J8.4 First Results from the SMAP Level 4 Surface and Root Zone Soil Moisture (L4_SM) Data Product

Monday, 11 January 2016: 4:45 PM
Room 240/241 ( New Orleans Ernest N. Morial Convention Center)
Rolf H. Reichle, NASA/GSFC, Greenbelt, MD; and G. J. M. De Lannoy, R. D. Koster, J. Kimball, W. T. Crow, Q. Liu, J. Ardizzone, A. Berg, D. Bosch, T. Caldwell, A. Colliander, A. Conaty, M. Cosh, D. C. Goodrich, T. Jackson, S. Livingston, J. Prueger, T. Rowlandson, and P. Starks

Observations collected by the NASA Soil Moisture Active Passive (SMAP) mission are directly related to surface soil moisture (0-5 cm). Several of the key applications targeted by SMAP, however, require knowledge of root zone soil moisture (0-100 cm). The foremost objective of the SMAP Surface and Root Zone Soil Moisture (L4_SM) data product is to fill this gap and provide estimates of root zone soil moisture that are informed by and are consistent with SMAP observations. Such estimates are obtained by merging SMAP brightness temperature observations with estimates from a land surface model in the NASA Goddard Earth Observing System, version 5 (GEOS-5) land data assimilation system. The land surface model component of the system, the Catchment model, is driven with observations-based surface meteorological forcing data, including precipitation, which is the most important driver for soil moisture. The model also encapsulates knowledge of key land surface processes, including the vertical transfer of soil moisture between the surface and root zone reservoirs. A radiative transfer model to simulate brightness temperatures was calibrated using L-band observations from the Soil Moisture and Ocean Salinity (SMOS) mission.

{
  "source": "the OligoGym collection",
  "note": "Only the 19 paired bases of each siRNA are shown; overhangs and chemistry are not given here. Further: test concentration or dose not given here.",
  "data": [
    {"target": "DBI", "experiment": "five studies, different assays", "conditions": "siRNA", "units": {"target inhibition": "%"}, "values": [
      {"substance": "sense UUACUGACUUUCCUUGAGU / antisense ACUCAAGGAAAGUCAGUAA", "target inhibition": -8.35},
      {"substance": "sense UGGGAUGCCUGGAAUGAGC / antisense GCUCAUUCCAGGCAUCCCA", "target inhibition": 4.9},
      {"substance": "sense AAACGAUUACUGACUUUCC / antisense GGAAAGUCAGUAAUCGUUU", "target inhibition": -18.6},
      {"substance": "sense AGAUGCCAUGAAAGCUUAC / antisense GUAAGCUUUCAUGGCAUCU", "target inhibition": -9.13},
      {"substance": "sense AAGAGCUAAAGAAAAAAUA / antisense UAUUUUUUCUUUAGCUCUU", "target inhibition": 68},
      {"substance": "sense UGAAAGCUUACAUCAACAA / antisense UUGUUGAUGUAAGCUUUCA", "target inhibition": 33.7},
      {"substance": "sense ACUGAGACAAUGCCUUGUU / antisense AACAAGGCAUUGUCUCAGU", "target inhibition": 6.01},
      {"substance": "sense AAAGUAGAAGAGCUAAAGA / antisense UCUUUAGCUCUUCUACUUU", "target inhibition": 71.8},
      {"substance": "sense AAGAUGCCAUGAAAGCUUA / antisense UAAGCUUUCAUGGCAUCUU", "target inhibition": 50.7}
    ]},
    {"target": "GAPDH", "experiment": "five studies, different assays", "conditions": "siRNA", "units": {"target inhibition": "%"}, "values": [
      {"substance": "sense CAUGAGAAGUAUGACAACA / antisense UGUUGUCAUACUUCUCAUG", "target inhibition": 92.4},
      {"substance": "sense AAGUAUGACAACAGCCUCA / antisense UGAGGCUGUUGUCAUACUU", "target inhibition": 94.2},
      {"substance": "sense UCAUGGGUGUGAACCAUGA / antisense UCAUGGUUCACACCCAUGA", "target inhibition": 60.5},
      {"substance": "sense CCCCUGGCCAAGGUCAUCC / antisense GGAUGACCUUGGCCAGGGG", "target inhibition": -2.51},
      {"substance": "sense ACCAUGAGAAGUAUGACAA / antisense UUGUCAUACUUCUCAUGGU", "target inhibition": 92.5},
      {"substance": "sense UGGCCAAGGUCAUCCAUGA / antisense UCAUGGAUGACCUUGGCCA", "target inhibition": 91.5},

The horizontally distributed ensemble Kalman filter update step considers the respective uncertainties of the model estimates and the observations, resulting in a soil moisture and soil temperature analysis at 9 km resolution that is, in theory, superior to satellite or model estimates alone. Moreover, error estimates for the L4_SM product are generated as a by-product of the data assimilation system. Early mission results indicate that the L4_SM product meets the root-mean-square error target of 0.04 m3/m3 (after removal of the long-term mean differences). An investigation of the observation-minus-forecast residuals further reveals modest biases in the assimilation system. It also demonstrates where the assimilation system overestimates or underestimates the actual errors, suggesting avenues for future calibration and algorithm enhancements.

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